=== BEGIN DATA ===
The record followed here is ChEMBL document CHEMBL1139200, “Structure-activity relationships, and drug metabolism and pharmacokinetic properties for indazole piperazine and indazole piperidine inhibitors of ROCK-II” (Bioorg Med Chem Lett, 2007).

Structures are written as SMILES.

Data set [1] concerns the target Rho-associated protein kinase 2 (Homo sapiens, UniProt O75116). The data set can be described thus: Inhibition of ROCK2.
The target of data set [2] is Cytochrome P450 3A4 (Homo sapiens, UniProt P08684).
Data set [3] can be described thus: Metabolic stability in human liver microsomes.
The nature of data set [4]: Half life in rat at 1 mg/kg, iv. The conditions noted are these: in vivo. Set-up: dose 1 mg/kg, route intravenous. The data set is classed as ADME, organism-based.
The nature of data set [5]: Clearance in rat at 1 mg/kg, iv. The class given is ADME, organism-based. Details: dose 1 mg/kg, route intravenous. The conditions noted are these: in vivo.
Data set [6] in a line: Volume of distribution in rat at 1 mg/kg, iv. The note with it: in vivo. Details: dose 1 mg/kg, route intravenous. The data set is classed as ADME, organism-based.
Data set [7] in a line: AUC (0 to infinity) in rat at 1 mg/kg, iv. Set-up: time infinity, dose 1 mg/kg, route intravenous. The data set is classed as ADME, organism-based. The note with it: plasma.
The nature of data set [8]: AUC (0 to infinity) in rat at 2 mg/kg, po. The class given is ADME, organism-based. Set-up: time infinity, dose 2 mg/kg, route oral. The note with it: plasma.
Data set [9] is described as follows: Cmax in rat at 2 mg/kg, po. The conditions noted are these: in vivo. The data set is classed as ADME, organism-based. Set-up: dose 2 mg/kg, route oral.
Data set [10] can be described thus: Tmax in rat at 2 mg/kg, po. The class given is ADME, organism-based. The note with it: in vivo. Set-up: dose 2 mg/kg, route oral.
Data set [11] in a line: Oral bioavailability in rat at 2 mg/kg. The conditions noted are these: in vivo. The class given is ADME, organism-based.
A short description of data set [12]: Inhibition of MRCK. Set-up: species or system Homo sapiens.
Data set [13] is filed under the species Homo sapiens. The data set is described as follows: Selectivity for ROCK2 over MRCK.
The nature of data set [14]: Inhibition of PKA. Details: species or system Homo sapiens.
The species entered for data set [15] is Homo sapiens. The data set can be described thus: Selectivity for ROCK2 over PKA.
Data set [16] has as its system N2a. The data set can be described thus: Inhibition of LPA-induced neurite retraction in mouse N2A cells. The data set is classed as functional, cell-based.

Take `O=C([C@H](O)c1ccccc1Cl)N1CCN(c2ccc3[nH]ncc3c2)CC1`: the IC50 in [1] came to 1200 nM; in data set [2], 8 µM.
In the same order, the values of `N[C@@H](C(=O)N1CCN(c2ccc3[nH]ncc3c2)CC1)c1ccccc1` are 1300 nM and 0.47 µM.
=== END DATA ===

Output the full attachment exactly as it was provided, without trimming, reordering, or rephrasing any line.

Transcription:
The record followed here is ChEMBL document CHEMBL1139200, “Structure-activity relationships, and drug metabolism and pharmacokinetic properties for indazole piperazine and indazole piperidine inhibitors of ROCK-II” (Bioorg Med Chem Lett, 2007).

Structures are written as SMILES.

Data set [1] concerns the target Rho-associated protein kinase 2 (Homo sapiens, UniProt O75116). The data set can be described thus: Inhibition of ROCK2.
The target of data set [2] is Cytochrome P450 3A4 (Homo sapiens, UniProt P08684).
Data set [3] can be described thus: Metabolic stability in human liver microsomes.
The nature of data set [4]: Half life in rat at 1 mg/kg, iv. The conditions noted are these: in vivo. Set-up: dose 1 mg/kg, route intravenous. The data set is classed as ADME, organism-based.
The nature of data set [5]: Clearance in rat at 1 mg/kg, iv. The class given is ADME, organism-based. Details: dose 1 mg/kg, route intravenous. The conditions noted are these: in vivo.
Data set [6] in a line: Volume of distribution in rat at 1 mg/kg, iv. The note with it: in vivo. Details: dose 1 mg/kg, route intravenous. The data set is classed as ADME, organism-based.
Data set [7] in a line: AUC (0 to infinity) in rat at 1 mg/kg, iv. Set-up: time infinity, dose 1 mg/kg, route intravenous. The data set is classed as ADME, organism-based. The note with it: plasma.
The nature of data set [8]: AUC (0 to infinity) in rat at 2 mg/kg, po. The class given is ADME, organism-based. Set-up: time infinity, dose 2 mg/kg, route oral. The note with it: plasma.
Data set [9] is described as follows: Cmax in rat at 2 mg/kg, po. The conditions noted are these: in vivo. The data set is classed as ADME, organism-based. Set-up: dose 2 mg/kg, route oral.
Data set [10] can be described thus: Tmax in rat at 2 mg/kg, po. The class given is ADME, organism-based. The note with it: in vivo. Set-up: dose 2 mg/kg, route oral.
Data set [11] in a line: Oral bioavailability in rat at 2 mg/kg. The conditions noted are these: in vivo. The class given is ADME, organism-based.
A short description of data set [12]: Inhibition of MRCK. Set-up: species or system Homo sapiens.
Data set [13] is filed under the species Homo sapiens. The data set is described as follows: Selectivity for ROCK2 over MRCK.
The nature of data set [14]: Inhibition of PKA. Details: species or system Homo sapiens.
The species entered for data set [15] is Homo sapiens. The data set can be described thus: Selectivity for ROCK2 over PKA.
Data set [16] has as its system N2a. The data set can be described thus: Inhibition of LPA-induced neurite retraction in mouse N2A cells. The data set is classed as functional, cell-based.

Take `O=C([C@H](O)c1ccccc1Cl)N1CCN(c2ccc3[nH]ncc3c2)CC1`: the IC50 in [1] came to 1200 nM; in data set [2], 8 µM.
In the same order, the values of `N[C@@H](C(=O)N1CCN(c2ccc3[nH]ncc3c2)CC1)c1ccccc1` are 1300 nM and 0.47 µM.